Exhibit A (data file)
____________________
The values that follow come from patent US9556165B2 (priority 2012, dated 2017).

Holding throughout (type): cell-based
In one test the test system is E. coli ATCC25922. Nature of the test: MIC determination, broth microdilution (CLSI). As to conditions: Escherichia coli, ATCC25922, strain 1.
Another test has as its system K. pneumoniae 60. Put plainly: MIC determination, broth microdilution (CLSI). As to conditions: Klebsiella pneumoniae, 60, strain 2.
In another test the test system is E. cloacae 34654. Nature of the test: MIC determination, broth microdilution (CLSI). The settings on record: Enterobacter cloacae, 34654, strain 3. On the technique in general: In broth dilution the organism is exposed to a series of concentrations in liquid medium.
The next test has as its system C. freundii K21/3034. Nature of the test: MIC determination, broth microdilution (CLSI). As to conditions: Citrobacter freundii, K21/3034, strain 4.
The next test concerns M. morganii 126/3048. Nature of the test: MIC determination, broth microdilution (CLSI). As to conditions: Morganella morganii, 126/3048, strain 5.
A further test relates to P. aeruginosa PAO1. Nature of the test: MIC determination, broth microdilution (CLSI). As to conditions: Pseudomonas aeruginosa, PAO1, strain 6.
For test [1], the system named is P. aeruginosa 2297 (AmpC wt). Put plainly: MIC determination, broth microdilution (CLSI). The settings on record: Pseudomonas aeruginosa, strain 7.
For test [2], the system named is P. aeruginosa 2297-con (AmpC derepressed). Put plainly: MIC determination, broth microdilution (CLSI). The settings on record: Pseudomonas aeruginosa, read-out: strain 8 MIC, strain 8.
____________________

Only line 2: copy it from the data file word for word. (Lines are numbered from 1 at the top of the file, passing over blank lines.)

Holding throughout (type): cell-based